In 1964, Bernstein received a commission from Dr. Walter Hussey, Dean of the Chichester Cathedral in Sussex, England, to compose a new work for its summer music festival.  Bernstein originally intended to call the work Psalms of Youth, but finally decided upon Chichester Psalms, because the piece “is far too difficult.”  Bernstein composed his Chichester Psalms in Manhattan during the spring of 1965, completing the work on May 7.  The Cathedral graciously allowed Bernstein to conduct the premiere not at Chichester, but at a July 15 New York Philharmonic concert.  That performance featured a mixed choir (male and female voices).  On July 31, the first performance of the composer’s preferred original version—with a male choir—took place in Chichester.

In describing the structure of the Chichester Psalms, the composer observed, “The work is in three movements, lasting about eighteen and a half minutes, and each movement contains one complete psalm plus one or more verses from another complementary psalm by way of contrast or amplification.”

Bernstein characterized his Chichester Psalms as “the most accessible, B-flat-majorish tonal piece I’ve ever written.  If one is trying to find optimism versus pessimism in my music, the closest musical equivalent is tonality versus non-tonality.”  And in a poem written at the conclusion of Bernstein’s New York Philharmonic sabbatical, he offered an affectionate tribute to his new work:

These psalms are a simple and modest affair,

Tonal and tuneful and somewhat square,

Certain to sicken a stout John Cager

With its tonics and triads and E-flat major.

But there it stands—the result of my pondering,

Two long months of avant-garde wandering—

My youngest child, old-fashioned and sweet,

And he stands on his own two tonal feet.


Fantasia for Piano, Chorus and Orchestra in C Minor (Choral Fantasy), Opus 80 (1808)

Ludwig Van Beethoven was baptized in Bonn, Germany, on December 17, 1770, and died in Vienna, Austria, on March 26, 1827.  The first performance of the Choral Fantasy took place in Vienna at the Theater an der Wien on December 22, 1808, with the composer as conductor and piano soloist. 

Approximate performance time is eighteen minutes.

The world premiere of Beethoven’s Choral Fantasy took place as part of the same December 22, 1808 concert that featured the world premiere of the composer’s Fourth Piano Concerto (see, above), as well as several other masterworks.  It appears the quality of the December 22, 1808 performance did not match the lofty inspiration of featured works.  Beethoven, never the most technically adept of conductors, was unable to secure sufficient rehearsal time to assure competent performances of the new and difficult music.  By all accounts, orchestral execution during the concert was precarious at best.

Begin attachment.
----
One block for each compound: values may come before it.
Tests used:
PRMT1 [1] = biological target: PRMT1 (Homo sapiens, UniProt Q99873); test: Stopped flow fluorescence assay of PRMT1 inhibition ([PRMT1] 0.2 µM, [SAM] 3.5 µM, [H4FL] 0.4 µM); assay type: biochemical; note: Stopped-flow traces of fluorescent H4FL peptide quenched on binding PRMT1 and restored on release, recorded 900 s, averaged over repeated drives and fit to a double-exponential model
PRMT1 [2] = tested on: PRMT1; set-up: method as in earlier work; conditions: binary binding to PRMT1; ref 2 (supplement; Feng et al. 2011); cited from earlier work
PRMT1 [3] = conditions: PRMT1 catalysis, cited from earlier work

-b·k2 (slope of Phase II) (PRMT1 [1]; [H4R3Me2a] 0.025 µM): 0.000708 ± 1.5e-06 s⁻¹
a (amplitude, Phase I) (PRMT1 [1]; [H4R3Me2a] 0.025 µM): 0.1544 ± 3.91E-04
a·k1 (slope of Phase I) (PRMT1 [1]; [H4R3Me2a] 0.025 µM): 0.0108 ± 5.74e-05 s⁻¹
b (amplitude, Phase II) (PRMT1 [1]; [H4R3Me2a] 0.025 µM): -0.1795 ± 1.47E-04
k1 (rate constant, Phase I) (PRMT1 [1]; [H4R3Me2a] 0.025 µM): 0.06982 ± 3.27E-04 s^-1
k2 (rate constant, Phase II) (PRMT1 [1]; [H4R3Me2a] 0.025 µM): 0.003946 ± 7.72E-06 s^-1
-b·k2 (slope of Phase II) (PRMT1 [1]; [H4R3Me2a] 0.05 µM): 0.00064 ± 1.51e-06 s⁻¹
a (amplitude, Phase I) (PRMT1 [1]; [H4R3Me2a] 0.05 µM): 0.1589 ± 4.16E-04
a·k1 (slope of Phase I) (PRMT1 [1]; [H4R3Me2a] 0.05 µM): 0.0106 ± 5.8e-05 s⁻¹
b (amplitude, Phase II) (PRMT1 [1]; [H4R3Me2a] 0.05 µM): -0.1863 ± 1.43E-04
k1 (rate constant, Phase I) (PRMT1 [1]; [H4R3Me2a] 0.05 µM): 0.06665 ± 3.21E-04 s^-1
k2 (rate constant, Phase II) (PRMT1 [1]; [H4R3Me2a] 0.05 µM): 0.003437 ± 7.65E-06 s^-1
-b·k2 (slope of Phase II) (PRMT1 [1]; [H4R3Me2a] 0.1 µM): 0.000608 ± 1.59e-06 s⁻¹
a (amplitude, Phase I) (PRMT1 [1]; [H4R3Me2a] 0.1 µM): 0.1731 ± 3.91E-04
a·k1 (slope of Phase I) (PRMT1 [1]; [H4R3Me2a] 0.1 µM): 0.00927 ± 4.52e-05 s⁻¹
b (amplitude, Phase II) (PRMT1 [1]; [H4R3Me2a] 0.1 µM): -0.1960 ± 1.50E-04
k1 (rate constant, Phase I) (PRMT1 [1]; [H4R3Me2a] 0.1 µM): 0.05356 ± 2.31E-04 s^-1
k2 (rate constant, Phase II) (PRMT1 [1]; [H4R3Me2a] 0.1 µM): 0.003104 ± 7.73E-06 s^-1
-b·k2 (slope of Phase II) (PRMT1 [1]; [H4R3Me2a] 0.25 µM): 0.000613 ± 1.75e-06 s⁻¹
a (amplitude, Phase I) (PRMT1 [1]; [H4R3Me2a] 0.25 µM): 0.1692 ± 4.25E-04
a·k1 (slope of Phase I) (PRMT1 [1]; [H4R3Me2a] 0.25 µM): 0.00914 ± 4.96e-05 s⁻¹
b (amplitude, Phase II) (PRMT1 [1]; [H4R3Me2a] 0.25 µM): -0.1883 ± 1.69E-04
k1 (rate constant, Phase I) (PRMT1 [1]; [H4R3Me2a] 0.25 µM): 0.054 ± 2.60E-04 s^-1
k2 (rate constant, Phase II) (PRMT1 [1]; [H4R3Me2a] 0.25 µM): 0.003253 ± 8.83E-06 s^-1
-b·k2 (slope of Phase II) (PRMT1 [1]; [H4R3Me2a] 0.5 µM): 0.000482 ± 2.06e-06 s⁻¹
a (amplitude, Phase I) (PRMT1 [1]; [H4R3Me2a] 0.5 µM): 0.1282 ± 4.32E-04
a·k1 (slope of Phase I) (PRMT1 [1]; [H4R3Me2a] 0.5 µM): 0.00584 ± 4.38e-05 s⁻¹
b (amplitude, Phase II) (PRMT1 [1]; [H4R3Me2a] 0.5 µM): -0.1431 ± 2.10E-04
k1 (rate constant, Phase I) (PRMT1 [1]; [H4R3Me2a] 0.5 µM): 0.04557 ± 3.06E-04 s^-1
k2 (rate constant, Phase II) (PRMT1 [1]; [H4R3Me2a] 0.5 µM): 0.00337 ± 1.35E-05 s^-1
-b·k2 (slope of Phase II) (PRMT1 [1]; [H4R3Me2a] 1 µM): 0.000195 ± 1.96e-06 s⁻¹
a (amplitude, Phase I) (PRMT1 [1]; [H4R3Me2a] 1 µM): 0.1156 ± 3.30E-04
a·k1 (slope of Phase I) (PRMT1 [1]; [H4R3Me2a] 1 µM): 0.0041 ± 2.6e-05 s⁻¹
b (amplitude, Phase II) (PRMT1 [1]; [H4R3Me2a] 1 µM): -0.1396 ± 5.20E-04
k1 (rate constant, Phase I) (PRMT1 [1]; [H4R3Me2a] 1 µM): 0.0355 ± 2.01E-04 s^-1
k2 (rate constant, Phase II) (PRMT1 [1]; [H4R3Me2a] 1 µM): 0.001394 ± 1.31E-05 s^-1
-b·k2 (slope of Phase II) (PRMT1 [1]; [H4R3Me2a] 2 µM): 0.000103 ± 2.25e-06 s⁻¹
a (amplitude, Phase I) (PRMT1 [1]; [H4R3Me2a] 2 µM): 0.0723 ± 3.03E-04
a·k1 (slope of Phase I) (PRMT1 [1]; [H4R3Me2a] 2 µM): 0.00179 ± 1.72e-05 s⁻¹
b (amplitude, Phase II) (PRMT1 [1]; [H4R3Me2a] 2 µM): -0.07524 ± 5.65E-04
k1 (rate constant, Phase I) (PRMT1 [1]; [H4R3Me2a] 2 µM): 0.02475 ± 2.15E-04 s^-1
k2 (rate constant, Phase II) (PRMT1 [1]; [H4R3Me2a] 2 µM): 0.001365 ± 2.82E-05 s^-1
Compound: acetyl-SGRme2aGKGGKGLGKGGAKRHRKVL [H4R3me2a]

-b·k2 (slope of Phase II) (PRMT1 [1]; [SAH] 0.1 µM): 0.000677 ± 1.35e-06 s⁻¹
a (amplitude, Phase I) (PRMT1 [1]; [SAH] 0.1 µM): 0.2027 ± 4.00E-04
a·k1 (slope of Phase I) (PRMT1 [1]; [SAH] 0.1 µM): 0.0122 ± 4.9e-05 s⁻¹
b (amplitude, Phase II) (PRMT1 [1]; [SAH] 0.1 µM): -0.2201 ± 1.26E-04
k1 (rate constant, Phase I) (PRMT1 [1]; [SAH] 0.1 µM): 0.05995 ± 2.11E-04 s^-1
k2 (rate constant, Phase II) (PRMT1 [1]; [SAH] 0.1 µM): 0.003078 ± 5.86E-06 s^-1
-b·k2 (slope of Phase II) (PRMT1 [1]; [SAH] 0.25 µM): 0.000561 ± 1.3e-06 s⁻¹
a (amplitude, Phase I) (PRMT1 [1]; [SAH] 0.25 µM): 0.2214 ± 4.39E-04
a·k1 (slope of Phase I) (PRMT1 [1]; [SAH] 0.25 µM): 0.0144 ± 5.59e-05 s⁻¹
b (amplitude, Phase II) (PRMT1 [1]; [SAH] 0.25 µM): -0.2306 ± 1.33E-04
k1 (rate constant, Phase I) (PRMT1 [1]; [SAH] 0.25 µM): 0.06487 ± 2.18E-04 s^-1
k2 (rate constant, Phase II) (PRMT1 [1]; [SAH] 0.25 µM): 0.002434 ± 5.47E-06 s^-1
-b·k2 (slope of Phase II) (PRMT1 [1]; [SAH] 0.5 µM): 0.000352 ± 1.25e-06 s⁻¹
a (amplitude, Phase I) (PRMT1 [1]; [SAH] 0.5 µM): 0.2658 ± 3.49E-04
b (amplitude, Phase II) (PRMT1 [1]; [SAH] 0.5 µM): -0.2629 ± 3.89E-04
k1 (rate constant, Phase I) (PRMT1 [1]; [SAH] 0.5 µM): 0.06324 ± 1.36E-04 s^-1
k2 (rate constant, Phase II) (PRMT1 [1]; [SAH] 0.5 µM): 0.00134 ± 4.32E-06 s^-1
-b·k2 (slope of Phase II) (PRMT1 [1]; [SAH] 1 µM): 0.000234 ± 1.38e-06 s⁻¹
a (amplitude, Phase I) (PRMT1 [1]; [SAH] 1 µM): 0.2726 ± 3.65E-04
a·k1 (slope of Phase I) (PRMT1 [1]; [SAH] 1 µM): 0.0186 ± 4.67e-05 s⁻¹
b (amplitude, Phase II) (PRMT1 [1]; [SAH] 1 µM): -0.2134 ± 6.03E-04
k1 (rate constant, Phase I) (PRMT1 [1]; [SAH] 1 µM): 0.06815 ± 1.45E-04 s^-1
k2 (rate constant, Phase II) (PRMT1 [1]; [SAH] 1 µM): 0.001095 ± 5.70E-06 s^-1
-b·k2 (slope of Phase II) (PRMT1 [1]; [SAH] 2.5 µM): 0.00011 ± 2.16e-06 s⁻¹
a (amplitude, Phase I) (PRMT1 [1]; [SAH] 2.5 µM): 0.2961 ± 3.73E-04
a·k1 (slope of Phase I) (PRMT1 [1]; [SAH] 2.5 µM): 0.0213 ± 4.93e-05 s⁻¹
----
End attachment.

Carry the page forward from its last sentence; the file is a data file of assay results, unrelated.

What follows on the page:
The worst mishap may have occurred during the premiere of the Choral Fantasy.  Beethoven composed the work at lightning speed, commencing just a few weeks before the concert, and finishing barely in time for rehearsal.  During the performance, the orchestra was forced to stop in the middle of the work, and begin a section over again.  Beethoven later apologized to the orchestra, and made a point of publicly assuming the blame for the mishap.

Perhaps the Choral Fantasy was ill-fated from the start.  It would in time be eclipsed by a related work, but as Beethoven himself noted, one composed “on a far larger scale”, the epic Ninth Symphony (1824).  The similarities between the Choral Fantasy and the finale of the Ninth are readily apparent.  Both are structured as a series of variations on a theme.  In each work, the variations are first presented by the orchestra, then by the chorus.  The Ode To Joy is a clear descendent of the principal theme of the Choral Fantasy (actually first used in Beethoven’s 1794/5 song Gegenliebe (Mutual Love), WoO 118).  The Christian Kuffner text Beethoven set to music in the Choral Fantasy, while not as lofty as Schiller’s Ode To Joy, radiates a similar optimism about the human condition.

The Choral Fantasy is frequently presented on the same program as the Ninth Symphony.  It’s a natural pairing, given the works’ creator, musical similarities, and the ready presence of a chorus.  On rare occasions, as at this concert, the Choral Fantasy is allowed to stand on its own without the daunting presence of the Ninth.  Perhaps it is under such circumstances that the Choral Fantasy can best be appreciated for what it is—an engaging, vibrant, and moving work.

The Choral Fantasy opens with an extended improvisatory passage for solo piano (Adagio).  There is a brief dialogue between the orchestra and soloist (Finale. Allegro).  After some orchestral fanfares, the soloist introduces the principal theme (Meno allegro).  The flute begins the first of several variations on the theme involving the soloist and orchestra.  A brief transitional passage with cadenza-like flourishes for the soloist serves as a bridge to the entrance of vocal soloists and then the chorus for the triumphant final series of variations (Allegretto, ma non troppo, [quasi Andante con moto.]).